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Finding Accommodation Abroad on a Career Break

By: Sarah Knowles BA, MA - Updated: 28 Nov 2012 | comments*Discuss
Finding Accommodation Abroad On A Career Break

Travelling abroad on a career break can be one of the most exciting times in an individual's life - but is also fraught with insecurity. In particular, finding the right accommodation overseas can be a stressful, daunting prospect, especially for people with families. If it's not done right, the potential move can cause undue anxiety as well as financial turmoil.

If you're lucky, housing will be provided as a perk of the job - schools that hire qualified TEFL teachers, for example, often include free or subsidised housing, and if you take a sabbatical from an academic posting you may qualify for a university or school housing exchange. Similarly, snowboarding and ski instructors often are given their own chalets or chalet rooms, while basic accommodation is often provided to volunteers on programmes in many developing countries.

If you're unlucky, however, you'll have to jump over a number of housing-related hoops and hurdles before you find suitable, safe accommodation. So before you even begin to even look for a place to live, it's imperative to know what's out there - and what your own needs are.

Know What You Want

  • Research as much as you can beforehand. Learn as much about the area you are visiting, not only the country itself but the city, region, and, if possible, even the neighbourhood where you plan to live.
  • Keep to a set budget. Can you afford a house with swimming pool, will you be living in a tiny flat or a dormitory? Cheaper countries can often provide the means to live high on the hog - if only for a short period of time - but budget appropriately so you're not caught short before your career break ends. Arriving back home deeply in debt is usually not high on people's priorities when they set out on a career break!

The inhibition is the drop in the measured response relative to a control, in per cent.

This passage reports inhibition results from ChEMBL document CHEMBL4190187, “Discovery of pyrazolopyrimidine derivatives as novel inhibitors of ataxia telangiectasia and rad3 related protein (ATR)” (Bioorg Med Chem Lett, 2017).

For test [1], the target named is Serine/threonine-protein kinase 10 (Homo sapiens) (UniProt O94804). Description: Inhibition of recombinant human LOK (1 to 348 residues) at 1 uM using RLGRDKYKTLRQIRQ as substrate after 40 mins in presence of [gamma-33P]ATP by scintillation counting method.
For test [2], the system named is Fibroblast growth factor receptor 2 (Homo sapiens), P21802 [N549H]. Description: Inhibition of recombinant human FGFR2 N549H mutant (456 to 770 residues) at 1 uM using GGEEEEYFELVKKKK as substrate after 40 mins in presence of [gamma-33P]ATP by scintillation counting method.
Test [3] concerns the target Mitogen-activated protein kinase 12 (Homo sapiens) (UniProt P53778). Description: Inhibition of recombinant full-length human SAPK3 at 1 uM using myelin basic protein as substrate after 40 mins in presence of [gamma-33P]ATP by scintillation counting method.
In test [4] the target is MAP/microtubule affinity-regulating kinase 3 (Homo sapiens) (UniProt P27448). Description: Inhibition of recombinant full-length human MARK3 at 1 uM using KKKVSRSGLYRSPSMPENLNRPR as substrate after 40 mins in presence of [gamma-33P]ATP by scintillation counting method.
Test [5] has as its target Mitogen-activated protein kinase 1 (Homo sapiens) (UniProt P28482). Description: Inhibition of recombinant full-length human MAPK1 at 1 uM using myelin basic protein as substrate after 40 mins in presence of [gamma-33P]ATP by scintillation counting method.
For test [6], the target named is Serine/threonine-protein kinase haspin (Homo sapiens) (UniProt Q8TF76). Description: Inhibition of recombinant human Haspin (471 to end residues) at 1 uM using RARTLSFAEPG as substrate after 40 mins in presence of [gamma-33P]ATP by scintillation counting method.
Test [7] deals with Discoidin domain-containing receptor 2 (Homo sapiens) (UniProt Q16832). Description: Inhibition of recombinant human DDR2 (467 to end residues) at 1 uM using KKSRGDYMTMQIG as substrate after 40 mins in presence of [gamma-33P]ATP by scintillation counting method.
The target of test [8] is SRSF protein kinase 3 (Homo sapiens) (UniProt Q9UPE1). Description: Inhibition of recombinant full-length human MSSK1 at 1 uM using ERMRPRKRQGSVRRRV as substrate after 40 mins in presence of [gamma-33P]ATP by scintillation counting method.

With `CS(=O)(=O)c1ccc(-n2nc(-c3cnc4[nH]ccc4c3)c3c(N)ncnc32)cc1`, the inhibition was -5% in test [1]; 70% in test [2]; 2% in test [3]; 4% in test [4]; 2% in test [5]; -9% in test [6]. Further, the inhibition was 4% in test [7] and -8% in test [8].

• Have realistic expectations. How well do you speak the language, how adventurous are you, and how long will you be abroad? These answers are crucial when deciding whether to live amongst locals, or in an area populated largely by members of the expatriate community.
  • Don't underestimate your family's needs. If you have children, finding a home near the right school is mandatory. Locating the best school for your family will ensure your child does well both academically and socially - and make your life a lot easier whilst you're away.

Do Your Homework

Once you're decided what you want and what you can afford, the real search for accommodation can begin. Most people taking career breaks or sabbaticals abroad don't have the luxury of visiting their chosen country before their sojourn begins, so a lot of guesswork is involved. But educated guesses are by far the most successful ones.

Start by asking other families/individuals living in the area you are planning to stay what housing options are available. The ex-pat grapevine is often the best way to find the most up-to-date insider information, and you may even find a house-swap available for a set period. Look for ex-pat Internet sites or ask the British Embassy there for advice. Your future employer or volunteer coordinator abroad can also provide invaluable help.

Checking Internet sites that offer rentals abroad can also be a good idea, but it's best to ask for help along the way with a professional property finder based in the UK. Again, asking ex-pats for recommendations can be extremely useful, as well as talking to UK-based organisations (travel, academic and commercial) that specialise in your chosen country.

Getting safe, comfortable and affordable accommodation abroad whilst on a career break will enhance your experience greatly. But organising housing overseas takes time, so plan as far in advance as possible. It may seem like an uphill battle at times, but the time you invest now in finding a suitable place to live will reap huge rewards when you finally arrive at your chosen destination!

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